Exploding Dots

2.6 Solutions

As promised, here are my solutions to the questions posed.


1. Here are the values of a single dot in each of a few more boxes.

Care to keep going?


2. Thirty-seven.

3. \(11001000\)

4. a)  Each dot in the next box to the left is worth three \(81\)s, that’s \(243\).

b) Yes it is okay to insert a zero at the front of the code. This would say that there are no \(27\)s, which is absolutely correct. Deleting the end zero at the right, however, is problematic. \(120\) is the code for fifteen (one \(9\)and two \(3\)s) but \(12\) is the code for five (one \(3\) and two \(1\)s).

c) One hundred and ninety one. (Two \(81\)s, one \(27\), and two \(1\)s.)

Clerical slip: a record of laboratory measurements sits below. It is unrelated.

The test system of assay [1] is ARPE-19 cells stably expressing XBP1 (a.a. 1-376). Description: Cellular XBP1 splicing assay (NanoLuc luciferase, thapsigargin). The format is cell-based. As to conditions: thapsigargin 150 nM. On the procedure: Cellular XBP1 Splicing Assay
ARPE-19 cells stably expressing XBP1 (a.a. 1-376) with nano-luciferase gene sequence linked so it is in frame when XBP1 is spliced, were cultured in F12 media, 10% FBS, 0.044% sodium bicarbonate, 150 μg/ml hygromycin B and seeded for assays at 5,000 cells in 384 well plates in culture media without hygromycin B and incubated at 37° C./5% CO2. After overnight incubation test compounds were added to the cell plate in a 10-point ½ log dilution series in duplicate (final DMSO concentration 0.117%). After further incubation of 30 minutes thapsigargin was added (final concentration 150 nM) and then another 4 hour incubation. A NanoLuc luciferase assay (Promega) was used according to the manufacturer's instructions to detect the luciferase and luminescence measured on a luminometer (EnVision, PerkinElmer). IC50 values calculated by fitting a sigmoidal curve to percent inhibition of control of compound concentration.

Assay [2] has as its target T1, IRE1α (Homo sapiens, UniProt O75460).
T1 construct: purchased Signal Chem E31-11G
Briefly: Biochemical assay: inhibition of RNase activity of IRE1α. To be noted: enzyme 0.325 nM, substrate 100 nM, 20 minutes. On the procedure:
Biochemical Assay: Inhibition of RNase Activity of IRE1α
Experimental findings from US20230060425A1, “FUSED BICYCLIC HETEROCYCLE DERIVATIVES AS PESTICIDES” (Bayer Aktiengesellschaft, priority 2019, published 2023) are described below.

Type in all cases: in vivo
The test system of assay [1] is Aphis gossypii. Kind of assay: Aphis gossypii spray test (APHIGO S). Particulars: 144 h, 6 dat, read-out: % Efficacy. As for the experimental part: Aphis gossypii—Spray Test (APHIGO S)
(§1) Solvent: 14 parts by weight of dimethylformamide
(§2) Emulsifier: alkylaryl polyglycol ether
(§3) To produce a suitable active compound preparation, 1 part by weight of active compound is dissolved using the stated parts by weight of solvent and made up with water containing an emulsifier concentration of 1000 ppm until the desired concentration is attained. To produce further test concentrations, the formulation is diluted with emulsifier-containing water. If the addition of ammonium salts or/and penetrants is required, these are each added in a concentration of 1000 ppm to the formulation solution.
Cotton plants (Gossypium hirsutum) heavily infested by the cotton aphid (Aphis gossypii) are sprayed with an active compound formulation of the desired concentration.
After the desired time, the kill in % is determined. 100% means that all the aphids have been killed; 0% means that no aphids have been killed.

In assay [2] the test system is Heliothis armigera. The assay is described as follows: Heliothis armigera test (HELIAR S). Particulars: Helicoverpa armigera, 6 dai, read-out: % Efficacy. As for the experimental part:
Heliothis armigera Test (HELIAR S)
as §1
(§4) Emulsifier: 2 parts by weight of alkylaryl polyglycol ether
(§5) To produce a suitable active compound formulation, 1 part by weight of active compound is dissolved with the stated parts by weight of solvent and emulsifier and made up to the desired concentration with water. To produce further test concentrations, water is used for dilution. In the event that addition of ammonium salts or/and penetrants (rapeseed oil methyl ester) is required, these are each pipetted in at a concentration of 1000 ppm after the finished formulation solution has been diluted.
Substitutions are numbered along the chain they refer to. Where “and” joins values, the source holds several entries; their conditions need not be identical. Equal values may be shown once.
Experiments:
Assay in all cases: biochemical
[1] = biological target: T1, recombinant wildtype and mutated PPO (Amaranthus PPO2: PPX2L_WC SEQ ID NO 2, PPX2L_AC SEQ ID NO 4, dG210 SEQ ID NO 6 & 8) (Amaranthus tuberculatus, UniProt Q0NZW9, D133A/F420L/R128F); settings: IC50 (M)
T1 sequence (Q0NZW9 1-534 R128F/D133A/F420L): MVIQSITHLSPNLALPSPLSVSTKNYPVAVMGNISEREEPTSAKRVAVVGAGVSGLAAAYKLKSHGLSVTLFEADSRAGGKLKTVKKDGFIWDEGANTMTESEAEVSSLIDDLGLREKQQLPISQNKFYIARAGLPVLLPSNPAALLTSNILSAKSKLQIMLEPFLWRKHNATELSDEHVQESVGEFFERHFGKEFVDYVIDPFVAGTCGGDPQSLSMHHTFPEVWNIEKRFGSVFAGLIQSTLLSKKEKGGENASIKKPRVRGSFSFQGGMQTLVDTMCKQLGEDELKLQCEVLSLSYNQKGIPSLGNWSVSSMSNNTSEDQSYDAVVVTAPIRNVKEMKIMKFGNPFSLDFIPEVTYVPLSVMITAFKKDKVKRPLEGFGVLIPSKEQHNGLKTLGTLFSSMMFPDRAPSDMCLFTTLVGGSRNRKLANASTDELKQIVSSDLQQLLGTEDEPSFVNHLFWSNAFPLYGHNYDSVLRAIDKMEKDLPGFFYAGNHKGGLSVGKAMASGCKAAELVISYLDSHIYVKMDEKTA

d) \(21102\)


5. a) For a \(1 \leftarrow 4\) machine, boxes have the following values:

b) The number twenty-nine has code \(131\) in a \(1 \leftarrow 4\).

c) Thirty. (This is one more than the code for twenty-nine!)


6. Might Martians use base twelve? This means they will need twelve different symbols for writing numbers.

By the way, have you noticed that we use ten different symbols  –  \(1\), \(2\), \(3\), \(4\), \(5\), \(6\), \(7\), \(8\), \(9\), and \(0\)- which we call digits. (We call our fingers digits too!)

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